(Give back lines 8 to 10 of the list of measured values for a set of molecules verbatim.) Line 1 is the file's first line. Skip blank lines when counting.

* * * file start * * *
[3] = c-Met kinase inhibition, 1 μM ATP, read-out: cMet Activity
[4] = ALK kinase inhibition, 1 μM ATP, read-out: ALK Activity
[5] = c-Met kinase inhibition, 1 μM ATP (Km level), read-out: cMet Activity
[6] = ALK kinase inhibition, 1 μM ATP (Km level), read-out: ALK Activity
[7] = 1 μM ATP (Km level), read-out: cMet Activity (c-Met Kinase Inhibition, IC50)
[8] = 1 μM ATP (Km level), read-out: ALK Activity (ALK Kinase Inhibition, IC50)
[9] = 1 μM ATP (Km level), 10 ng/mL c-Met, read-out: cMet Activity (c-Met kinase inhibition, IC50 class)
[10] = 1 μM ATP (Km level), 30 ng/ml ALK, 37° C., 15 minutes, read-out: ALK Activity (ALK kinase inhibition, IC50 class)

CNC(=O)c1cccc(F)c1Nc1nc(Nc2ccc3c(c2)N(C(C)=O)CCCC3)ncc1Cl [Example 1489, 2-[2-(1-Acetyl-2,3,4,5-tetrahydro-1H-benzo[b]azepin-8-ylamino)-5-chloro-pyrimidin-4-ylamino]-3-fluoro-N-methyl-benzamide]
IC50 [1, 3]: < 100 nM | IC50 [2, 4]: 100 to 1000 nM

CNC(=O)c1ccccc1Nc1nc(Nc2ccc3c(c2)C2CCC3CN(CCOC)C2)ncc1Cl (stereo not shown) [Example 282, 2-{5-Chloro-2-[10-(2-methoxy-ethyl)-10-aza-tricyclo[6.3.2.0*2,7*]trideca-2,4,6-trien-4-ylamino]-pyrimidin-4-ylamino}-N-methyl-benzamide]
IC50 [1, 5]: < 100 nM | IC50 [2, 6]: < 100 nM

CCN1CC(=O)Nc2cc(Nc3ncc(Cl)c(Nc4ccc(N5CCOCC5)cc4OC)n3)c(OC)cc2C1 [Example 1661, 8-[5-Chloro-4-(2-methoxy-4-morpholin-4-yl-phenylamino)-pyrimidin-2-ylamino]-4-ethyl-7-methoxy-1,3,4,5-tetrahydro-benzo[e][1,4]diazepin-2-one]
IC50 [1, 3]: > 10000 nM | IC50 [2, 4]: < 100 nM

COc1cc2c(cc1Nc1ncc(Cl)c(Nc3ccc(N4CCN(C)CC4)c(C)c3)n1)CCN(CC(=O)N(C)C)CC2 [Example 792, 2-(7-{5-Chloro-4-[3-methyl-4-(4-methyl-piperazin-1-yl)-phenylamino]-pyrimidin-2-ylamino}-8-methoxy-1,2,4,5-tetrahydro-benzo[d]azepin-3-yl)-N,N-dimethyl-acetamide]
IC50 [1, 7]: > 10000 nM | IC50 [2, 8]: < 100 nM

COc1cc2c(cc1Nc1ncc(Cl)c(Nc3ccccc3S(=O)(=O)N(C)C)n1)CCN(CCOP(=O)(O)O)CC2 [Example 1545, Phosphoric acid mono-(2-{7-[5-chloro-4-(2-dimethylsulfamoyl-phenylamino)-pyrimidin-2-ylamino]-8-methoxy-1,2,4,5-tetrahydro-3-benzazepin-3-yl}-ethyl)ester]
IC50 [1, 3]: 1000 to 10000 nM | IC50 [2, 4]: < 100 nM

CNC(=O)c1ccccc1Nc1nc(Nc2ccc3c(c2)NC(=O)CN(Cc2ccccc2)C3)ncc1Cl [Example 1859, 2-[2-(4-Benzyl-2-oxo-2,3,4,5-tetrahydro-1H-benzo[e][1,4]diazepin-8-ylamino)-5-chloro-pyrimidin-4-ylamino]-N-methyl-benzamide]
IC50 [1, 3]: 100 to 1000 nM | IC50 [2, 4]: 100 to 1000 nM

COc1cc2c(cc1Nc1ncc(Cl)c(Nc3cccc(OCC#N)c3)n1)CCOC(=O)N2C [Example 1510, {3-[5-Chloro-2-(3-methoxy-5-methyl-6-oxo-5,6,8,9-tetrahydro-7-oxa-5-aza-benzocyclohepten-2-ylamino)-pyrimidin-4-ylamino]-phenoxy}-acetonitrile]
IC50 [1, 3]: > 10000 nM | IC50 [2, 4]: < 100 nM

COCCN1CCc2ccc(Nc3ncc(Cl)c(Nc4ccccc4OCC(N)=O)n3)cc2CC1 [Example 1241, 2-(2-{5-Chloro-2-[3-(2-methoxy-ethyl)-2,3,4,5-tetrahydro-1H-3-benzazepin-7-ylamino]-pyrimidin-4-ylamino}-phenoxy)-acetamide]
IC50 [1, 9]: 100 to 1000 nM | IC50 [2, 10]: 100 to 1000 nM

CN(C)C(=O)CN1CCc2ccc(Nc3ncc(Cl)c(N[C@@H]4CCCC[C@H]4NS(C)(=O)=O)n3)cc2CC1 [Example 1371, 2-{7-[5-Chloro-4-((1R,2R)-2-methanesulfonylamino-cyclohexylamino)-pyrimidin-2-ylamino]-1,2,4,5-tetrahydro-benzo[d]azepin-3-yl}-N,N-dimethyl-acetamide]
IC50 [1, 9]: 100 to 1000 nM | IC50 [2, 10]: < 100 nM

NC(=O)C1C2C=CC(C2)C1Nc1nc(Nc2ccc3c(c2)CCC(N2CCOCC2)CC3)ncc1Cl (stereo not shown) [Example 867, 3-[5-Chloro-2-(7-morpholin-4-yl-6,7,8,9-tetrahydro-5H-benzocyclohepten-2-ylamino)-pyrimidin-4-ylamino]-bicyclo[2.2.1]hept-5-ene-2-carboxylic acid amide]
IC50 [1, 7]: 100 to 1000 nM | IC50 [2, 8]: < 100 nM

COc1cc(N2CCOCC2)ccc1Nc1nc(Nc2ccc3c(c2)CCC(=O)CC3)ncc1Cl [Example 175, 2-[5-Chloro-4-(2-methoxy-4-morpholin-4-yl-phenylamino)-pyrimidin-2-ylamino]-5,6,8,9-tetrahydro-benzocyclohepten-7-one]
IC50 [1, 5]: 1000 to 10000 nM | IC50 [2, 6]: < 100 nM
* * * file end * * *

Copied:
[10] = 1 μM ATP (Km level), 30 ng/ml ALK, 37° C., 15 minutes, read-out: ALK Activity (ALK kinase inhibition, IC50 class)

CNC(=O)c1cccc(F)c1Nc1nc(Nc2ccc3c(c2)N(C(C)=O)CCCC3)ncc1Cl [Example 1489, 2-[2-(1-Acetyl-2,3,4,5-tetrahydro-1H-benzo[b]azepin-8-ylamino)-5-chloro-pyrimidin-4-ylamino]-3-fluoro-N-methyl-benzamide]
IC50 [1, 3]: < 100 nM | IC50 [2, 4]: 100 to 1000 nM